The dark reality of legal weed in California

A long row of greenhouses are covered in plastic and filled with pot plants.
Authorities seized tens of millions of dollars worth of illegal marijuana grown in the Antelope Valley in June.
(L.A. County Sheriff’s Department)
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Good morning, and welcome to the Essential California newsletter. It’s Thursday, Sept. 8. I’m Dorany Pineda, the Times’ books reporter, and I’m writing from Los Angeles.

When Proposition 64, California’s landmark cannabis initiative, passed in 2016, it had sold voters on the promise that a legal market would wipe out the drug’s outlaw business and the violence and environmental disaster associated with it.

Instead, it’s done the opposite.

A Los Angeles Times investigation by Pulitzer Prize-winning reporter Paige St. John has found that illegal weed farms are flooding parts of rural California on a scale never before witnessed, exacerbating violence, labor exploitation, environmental damage and more. Police are overwhelmed and can raid only a small percentage of the farms; even then, the growers are often back in business within days.

[Read “The reality of legal weed in California: Huge illegal grows, violence, worker exploitation and deaths,” in The Times.]


To better understand the issues, St. John reviewed state, county and court records and interviewed scores of legal and illegal weed growers, local residents, laborers, law enforcement, community activists, market analysts and public officials. Her reporting reveals that the explosive growth has had profound and extensive consequences:

  • Illegal pot farms have exacerbated weed-related violence, occasionally including killings. Local residents described living in fear.
  • Labor exploitation is rampant. Workers often toil in dangerous conditions and are frequently cheated of wages. Since cannabis was legalized, 15 workers have died from carbon monoxide poisoning from generators and charcoal braziers.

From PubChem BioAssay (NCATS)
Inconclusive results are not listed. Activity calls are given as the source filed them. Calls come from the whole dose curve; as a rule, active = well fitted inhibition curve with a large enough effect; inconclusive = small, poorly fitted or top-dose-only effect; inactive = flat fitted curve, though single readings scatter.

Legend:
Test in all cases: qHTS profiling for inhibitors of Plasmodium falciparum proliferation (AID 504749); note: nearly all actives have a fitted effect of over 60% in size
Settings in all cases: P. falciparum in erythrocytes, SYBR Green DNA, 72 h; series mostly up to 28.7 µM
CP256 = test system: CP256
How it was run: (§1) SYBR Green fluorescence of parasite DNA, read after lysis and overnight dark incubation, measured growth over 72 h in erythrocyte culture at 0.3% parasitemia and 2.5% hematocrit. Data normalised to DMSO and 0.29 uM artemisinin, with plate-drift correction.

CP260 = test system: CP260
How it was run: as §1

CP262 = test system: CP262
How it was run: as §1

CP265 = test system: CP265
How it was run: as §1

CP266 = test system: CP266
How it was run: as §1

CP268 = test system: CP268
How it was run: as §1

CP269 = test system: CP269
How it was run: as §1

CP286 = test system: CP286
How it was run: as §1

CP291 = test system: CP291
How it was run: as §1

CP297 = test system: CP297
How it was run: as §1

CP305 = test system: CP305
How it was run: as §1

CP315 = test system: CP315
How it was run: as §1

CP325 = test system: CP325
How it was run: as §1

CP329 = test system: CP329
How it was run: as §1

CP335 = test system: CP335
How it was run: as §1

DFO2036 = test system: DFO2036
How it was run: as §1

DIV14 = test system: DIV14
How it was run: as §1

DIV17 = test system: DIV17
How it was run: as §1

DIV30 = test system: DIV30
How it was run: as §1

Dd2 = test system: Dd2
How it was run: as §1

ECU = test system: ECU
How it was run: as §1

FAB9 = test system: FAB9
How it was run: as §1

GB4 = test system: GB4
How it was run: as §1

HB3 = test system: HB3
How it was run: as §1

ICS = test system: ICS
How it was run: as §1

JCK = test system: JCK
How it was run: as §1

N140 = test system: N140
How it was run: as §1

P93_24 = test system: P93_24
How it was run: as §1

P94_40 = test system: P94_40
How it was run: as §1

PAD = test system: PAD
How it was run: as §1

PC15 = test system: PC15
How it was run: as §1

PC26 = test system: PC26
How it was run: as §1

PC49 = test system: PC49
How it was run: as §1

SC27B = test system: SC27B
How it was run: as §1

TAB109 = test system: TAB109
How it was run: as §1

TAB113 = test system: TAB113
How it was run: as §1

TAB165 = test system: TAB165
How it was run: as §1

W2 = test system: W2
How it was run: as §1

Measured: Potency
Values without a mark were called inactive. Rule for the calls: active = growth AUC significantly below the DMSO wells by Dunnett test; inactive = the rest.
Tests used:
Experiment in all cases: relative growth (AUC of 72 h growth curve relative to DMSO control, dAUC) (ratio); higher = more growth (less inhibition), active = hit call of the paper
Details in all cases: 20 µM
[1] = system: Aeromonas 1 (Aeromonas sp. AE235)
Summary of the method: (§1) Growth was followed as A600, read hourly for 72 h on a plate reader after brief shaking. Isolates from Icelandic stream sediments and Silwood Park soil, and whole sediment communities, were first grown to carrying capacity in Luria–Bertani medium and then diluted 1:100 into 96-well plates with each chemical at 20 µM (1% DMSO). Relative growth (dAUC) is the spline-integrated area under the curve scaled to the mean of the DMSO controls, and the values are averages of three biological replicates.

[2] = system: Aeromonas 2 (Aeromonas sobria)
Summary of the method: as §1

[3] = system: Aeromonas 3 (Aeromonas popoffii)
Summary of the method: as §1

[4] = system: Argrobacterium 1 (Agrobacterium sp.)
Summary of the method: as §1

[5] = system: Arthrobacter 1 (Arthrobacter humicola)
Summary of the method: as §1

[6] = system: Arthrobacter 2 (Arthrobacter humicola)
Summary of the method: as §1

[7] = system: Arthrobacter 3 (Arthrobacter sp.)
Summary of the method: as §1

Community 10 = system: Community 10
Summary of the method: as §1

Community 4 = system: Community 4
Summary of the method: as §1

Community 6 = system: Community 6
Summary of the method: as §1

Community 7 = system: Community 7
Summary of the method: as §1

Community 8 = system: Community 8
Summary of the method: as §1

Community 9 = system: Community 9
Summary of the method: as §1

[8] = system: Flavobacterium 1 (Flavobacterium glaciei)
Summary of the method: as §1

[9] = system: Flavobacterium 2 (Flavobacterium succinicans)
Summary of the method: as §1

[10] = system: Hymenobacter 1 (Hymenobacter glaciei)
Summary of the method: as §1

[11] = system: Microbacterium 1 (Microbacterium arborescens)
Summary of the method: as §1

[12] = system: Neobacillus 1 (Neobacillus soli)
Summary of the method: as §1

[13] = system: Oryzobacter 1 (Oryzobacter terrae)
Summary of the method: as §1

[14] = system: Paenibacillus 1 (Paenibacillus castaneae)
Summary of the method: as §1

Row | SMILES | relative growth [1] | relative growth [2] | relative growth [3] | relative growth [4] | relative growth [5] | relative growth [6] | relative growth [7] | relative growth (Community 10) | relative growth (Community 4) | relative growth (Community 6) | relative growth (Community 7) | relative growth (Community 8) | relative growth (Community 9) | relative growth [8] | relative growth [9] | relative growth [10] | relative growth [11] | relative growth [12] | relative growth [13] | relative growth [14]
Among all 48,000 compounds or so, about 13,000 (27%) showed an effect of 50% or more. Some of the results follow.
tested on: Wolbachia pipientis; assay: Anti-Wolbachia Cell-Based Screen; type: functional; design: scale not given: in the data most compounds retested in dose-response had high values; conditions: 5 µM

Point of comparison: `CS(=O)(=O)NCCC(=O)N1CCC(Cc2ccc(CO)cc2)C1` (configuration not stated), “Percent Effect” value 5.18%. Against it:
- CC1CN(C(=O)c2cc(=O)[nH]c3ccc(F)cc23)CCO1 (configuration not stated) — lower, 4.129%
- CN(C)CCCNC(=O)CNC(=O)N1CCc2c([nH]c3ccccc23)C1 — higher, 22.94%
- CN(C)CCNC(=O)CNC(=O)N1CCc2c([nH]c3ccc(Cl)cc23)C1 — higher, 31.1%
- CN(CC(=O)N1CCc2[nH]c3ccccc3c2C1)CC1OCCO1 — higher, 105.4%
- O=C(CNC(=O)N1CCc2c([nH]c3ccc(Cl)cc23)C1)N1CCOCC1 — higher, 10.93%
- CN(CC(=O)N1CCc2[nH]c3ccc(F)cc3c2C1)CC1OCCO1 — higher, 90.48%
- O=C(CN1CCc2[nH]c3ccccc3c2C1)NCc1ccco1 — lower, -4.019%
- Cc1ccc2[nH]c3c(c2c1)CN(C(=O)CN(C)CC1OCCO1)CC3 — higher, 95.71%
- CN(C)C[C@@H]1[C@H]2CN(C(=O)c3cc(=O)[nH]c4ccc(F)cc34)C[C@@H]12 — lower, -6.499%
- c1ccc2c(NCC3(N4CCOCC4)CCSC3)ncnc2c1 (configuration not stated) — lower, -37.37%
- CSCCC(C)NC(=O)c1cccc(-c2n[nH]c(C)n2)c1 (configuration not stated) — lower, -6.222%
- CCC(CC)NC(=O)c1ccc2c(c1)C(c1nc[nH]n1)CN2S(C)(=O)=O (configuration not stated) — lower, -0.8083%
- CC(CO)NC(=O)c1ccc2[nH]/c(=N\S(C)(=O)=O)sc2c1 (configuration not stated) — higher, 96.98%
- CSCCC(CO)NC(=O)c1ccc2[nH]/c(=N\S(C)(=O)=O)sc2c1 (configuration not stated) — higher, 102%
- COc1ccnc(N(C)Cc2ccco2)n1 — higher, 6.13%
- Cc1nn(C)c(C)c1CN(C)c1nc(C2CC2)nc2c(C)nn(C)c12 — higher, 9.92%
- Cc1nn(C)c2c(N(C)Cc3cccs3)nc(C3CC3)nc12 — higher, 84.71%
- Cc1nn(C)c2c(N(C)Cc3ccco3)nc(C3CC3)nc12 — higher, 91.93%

• Extreme cultivation is causing significant environmental damage. At a time of severe drought, millions of gallons of water are being taken from aquifers even as wells go dry. Banned, lethal pesticides and unchecked chemicals are being used.
  • Illegal cultivation fed a surplus that crashed wholesale prices last year. Small farms operating legally are unable to sell their crops, pushing them closer to financial ruin. “I’m barely hanging on,” one licensed cannabis grower in Humboldt County told St. John.

Although no hard data exist on the scale of the illegal cannabis market, it’s much larger than the licensed community. A Times analysis of satellite images covering thousands of square miles of the state showed that unlicensed operations in many of the largest cultivation areas outnumbered licensed farms by as much as 10 to 1.

It’s an eye-opening investigation. Read more here.

And now, here’s what’s happening across California:

Fairview fire near Hemet that has killed two grows to 7,000 acres. Fire crews continued to battle the deadly blaze that had burned through 7,091 acres as of Wednesday morning, outpacing firefighters’ efforts to contain its spread. The Fairview fire, which remained at 5% containment, forced officials to expand evacuation orders as the flames moved dangerously close to homes and communities. Los Angeles Times

California fires are killing people before they can escape their homes, making seconds count. As the state’s wildfire death toll rose to nine, some officials said the sobering number underscored how the state’s climate-change-fueled blazes were outpacing emergency alert systems and posing new threats to residents. Los Angeles Times


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Indian action hit “RRR” eyes Oscars, sets Beyond Fest S.S. Rajamouli retrospective. Following the global success of India’s hit action blockbuster “RRR,” celebrated filmmaker S.S. Rajamouli is heading to Los Angeles this month for a major in-person career retrospective that could also kickstart the film’s Oscar hopes. Los Angeles Times

With libraries under threat, Literarian Award goes to a Watts-raised super librarian. Tracie D. Hall has spent most of her career working in service to others: as a curator, a librarian, an advocate for digital literacy and equitable access — and currently as the executive director of the American Library Assn. On Wednesday, the National Book Foundation announced Hall was the 2022 recipient of the annual Literarian Award for “outstanding service to the American literary community.” Los Angeles Times

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These days, waking up to current events can be, well, daunting. If you’re seeking a more balanced news diet, “The Times” podcast is for you. Gustavo Arellano, along with a diverse set of reporters from the award-winning L.A. Times newsroom, delivers the most interesting stories from the Los Angeles Times every Monday, Wednesday and Friday. Listen and subscribe wherever you get your podcasts.